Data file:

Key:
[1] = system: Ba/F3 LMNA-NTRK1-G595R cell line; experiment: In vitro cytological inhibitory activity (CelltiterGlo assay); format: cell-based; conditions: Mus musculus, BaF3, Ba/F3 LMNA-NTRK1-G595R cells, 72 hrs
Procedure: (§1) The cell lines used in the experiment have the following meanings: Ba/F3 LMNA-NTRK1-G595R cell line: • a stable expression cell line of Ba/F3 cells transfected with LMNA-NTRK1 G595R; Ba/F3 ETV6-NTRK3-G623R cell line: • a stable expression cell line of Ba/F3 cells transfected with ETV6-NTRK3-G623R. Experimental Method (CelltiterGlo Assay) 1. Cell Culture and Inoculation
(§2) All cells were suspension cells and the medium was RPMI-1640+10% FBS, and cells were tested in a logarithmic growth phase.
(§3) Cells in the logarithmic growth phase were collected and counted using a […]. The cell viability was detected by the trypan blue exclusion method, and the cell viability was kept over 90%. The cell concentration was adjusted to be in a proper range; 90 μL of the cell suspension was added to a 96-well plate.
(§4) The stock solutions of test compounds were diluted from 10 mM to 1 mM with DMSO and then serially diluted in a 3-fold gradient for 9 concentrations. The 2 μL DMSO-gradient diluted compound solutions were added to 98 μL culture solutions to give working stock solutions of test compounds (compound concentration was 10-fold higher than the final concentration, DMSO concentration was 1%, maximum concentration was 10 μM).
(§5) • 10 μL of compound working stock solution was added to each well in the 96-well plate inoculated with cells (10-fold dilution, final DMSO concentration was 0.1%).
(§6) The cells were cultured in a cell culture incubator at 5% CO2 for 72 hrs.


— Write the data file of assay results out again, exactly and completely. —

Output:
Key:
[1] = system: Ba/F3 LMNA-NTRK1-G595R cell line; experiment: In vitro cytological inhibitory activity (CelltiterGlo assay); format: cell-based; conditions: Mus musculus, BaF3, Ba/F3 LMNA-NTRK1-G595R cells, 72 hrs
Procedure: (§1) The cell lines used in the experiment have the following meanings: Ba/F3 LMNA-NTRK1-G595R cell line: • a stable expression cell line of Ba/F3 cells transfected with LMNA-NTRK1 G595R; Ba/F3 ETV6-NTRK3-G623R cell line: • a stable expression cell line of Ba/F3 cells transfected with ETV6-NTRK3-G623R. Experimental Method (CelltiterGlo Assay) 1. Cell Culture and Inoculation
(§2) All cells were suspension cells and the medium was RPMI-1640+10% FBS, and cells were tested in a logarithmic growth phase.
(§3) Cells in the logarithmic growth phase were collected and counted using a […]. The cell viability was detected by the trypan blue exclusion method, and the cell viability was kept over 90%. The cell concentration was adjusted to be in a proper range; 90 μL of the cell suspension was added to a 96-well plate.
(§4) The stock solutions of test compounds were diluted from 10 mM to 1 mM with DMSO and then serially diluted in a 3-fold gradient for 9 concentrations. The 2 μL DMSO-gradient diluted compound solutions were added to 98 μL culture solutions to give working stock solutions of test compounds (compound concentration was 10-fold higher than the final concentration, DMSO concentration was 1%, maximum concentration was 10 μM).
(§5) • 10 μL of compound working stock solution was added to each well in the 96-well plate inoculated with cells (10-fold dilution, final DMSO concentration was 0.1%).
(§6) The cells were cultured in a cell culture incubator at 5% CO2 for 72 hrs.